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In April 2020, as SARS-CoV-2 was first beginning to spread through New England, researchers at two hospitals in Boston — Massachusetts General and Brigham and Women’s — began attending deliveries in the Covid units to collect blood and placenta samples from pregnant patients who’d caught the dangerous new infectious disease. That biorepository, which has since grown to house samples from more than 1,000 people, including dozens who received either the Moderna or Pfizer Covid shots, is now helping to answer important questions about the response to the vaccines and coronavirus infection during pregnancy.

In two studies published Tuesday in Science Translational Medicine, the Boston-based research teams found that pregnant and lactating women mount robust antibody responses to both vaccination and infection. The encouraging data also came with some twists that offer intriguing new clues to one of the pandemic’s enduring mysteries: why Covid-19 hits male adults, children, and infants harder than females.

“What’s striking here is that the mothers who are carrying male babies have much lower levels of antibodies to the coronavirus,” said Akiko Iwasaki, a virologist and immunologist at Yale University who was not involved in the study. “What’s interesting about that is it means that the sex of the baby can dictate how the mother responds to a viral infection.”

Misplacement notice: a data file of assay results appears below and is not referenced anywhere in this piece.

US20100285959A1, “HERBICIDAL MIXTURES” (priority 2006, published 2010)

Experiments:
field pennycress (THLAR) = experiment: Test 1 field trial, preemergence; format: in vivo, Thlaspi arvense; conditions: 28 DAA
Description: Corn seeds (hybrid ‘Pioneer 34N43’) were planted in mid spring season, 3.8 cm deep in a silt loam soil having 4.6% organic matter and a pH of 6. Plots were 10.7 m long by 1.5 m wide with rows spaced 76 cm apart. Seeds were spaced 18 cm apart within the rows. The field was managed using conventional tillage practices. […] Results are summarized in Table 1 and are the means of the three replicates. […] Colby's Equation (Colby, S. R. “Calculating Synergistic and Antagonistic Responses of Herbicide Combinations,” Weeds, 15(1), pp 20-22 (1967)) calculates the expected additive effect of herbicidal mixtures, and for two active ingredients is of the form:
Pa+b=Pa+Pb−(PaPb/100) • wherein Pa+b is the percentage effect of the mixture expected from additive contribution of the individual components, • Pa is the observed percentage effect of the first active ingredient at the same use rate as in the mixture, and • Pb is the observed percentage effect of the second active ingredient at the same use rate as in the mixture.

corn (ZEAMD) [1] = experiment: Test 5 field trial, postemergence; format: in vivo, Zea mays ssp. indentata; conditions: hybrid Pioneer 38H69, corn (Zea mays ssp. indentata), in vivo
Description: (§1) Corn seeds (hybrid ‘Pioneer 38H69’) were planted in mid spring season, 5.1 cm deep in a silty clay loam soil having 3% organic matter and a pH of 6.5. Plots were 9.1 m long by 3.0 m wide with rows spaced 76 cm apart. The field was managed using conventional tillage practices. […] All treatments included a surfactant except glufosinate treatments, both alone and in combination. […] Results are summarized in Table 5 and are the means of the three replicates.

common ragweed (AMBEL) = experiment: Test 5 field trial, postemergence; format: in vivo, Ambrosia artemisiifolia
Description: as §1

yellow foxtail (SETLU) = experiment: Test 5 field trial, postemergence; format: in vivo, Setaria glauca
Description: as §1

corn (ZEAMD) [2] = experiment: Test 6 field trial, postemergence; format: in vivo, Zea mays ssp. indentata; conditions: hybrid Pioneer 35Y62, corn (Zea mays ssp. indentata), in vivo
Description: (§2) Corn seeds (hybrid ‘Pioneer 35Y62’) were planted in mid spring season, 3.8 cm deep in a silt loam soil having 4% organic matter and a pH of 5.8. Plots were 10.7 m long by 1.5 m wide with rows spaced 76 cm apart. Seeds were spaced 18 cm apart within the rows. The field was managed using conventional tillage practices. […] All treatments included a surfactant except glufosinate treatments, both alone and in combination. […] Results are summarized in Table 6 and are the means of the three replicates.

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Since the earliest days of the pandemic, epidemiological studies have pointed to sex differences in Covid-19 patients; males get more severely ill and die more often than females. For the past year and a half, scientists like Iwasaki have been trying to tease out why that is. Last August, her team published a study showing that men and women mount very different immune responses. Males’ defenses tend to have a slow ramp-up, but then produce more pro-inflammatory molecules, which can lead to a dangerous over-reaction known as a “cytokine storm.”

In one of the new studies, the Boston researchers examined maternal blood, cord blood, and the placentas from 38 pregnant Covid patients. The placenta is the life support system for a fetus, providing oxygen and nutrients; it grows from the developing embryo’s cells, not the mother’s. The researchers found that in response to Covid infection, male placentas switched on more pro-inflammatory immune activation genes than placentas supporting female fetuses.

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“The mechanism must be very different, but this is all sort of consistent with what we found in adults,” said Iwasaki. “So this may be a sort of male-intrinsic response to the virus.”